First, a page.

Another thing that is very good about the story is the way the author managed to wonderfully present the story in several different angles. Even though Tenma is the main character, we don't always see things through his point of view. This helps us envision the situation as a whole by understanding the several sides and forces colliding here. Some of the most interesting scenes for me were the scenes with Lunge as he pursues Tenma. Those really gave us an overlook of Tenma's situation in a whole different perspective.
To sum it up, the story is great and manages to be complex without plot holes, also presenting us several characters’ points of view which only build up the reach of the story itself.
[Art] - 8 - The art is good. It's not amazing, but still good. Not much to say here. It portrayed the emotions of the characters in a subtle but clear enough way which was nice. Also, the characters actually aged and changed throughout the years, which was a nice touch.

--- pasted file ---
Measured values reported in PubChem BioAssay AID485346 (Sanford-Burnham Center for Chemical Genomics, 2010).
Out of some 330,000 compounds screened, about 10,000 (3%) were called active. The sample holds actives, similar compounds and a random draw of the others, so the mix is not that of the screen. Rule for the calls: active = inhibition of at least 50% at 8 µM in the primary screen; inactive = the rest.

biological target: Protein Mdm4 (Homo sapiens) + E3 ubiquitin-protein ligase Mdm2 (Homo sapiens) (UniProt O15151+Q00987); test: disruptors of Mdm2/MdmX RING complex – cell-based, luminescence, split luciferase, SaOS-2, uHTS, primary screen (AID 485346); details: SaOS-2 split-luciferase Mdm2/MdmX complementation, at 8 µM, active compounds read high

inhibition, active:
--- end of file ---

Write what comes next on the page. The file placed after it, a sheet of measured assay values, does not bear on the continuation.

[Characters] - 9 - Like I said before, the story isn't limited to Tenma's POV, but actually shows several other characters' too. This actually helped the character development of those characters significantly. The characters change a bit throughout the story and their goals and actions are constantly changing with the new information they're uncovering. Johan, the main antagonist, is a very interesting and quite intriguing character. In fact he's one of the best villains I've seen, managing not to fall in any of the villain stereotypes, creating a unique character that expresses so much. As we get to know him better our idea of him slightly changes, but it also becomes more and more intriguing and by the end I think that out of five different people you'd get five different descriptions of him. That just goes to show how complex he is and how well he was developed throughout the story.